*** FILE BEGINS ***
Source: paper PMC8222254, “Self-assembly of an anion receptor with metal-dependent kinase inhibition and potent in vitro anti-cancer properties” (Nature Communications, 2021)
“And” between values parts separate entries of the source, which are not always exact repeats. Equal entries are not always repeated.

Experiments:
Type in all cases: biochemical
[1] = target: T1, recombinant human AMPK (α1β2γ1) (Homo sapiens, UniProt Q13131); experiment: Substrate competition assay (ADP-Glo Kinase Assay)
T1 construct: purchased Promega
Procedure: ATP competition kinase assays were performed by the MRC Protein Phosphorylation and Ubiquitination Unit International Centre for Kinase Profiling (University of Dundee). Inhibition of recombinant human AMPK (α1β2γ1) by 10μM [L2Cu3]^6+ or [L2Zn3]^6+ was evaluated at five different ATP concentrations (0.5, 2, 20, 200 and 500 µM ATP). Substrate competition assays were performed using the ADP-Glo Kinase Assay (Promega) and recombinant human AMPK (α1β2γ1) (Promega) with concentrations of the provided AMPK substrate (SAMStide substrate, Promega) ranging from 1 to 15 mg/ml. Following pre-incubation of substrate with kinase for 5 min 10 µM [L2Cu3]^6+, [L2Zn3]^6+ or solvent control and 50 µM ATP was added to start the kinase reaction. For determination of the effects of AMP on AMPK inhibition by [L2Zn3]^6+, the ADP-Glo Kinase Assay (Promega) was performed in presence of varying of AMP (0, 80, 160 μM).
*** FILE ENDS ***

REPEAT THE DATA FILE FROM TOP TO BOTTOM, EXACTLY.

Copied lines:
Source: paper PMC8222254, “Self-assembly of an anion receptor with metal-dependent kinase inhibition and potent in vitro anti-cancer properties” (Nature Communications, 2021)
“And” between values parts separate entries of the source, which are not always exact repeats. Equal entries are not always repeated.

Experiments:
Type in all cases: biochemical
[1] = target: T1, recombinant human AMPK (α1β2γ1) (Homo sapiens, UniProt Q13131); experiment: Substrate competition assay (ADP-Glo Kinase Assay)
T1 construct: purchased Promega
Procedure: ATP competition kinase assays were performed by the MRC Protein Phosphorylation and Ubiquitination Unit International Centre for Kinase Profiling (University of Dundee). Inhibition of recombinant human AMPK (α1β2γ1) by 10μM [L2Cu3]^6+ or [L2Zn3]^6+ was evaluated at five different ATP concentrations (0.5, 2, 20, 200 and 500 µM ATP). Substrate competition assays were performed using the ADP-Glo Kinase Assay (Promega) and recombinant human AMPK (α1β2γ1) (Promega) with concentrations of the provided AMPK substrate (SAMStide substrate, Promega) ranging from 1 to 15 mg/ml. Following pre-incubation of substrate with kinase for 5 min 10 µM [L2Cu3]^6+, [L2Zn3]^6+ or solvent control and 50 µM ATP was added to start the kinase reaction. For determination of the effects of AMP on AMPK inhibition by [L2Zn3]^6+, the ADP-Glo Kinase Assay (Promega) was performed in presence of varying of AMP (0, 80, 160 μM).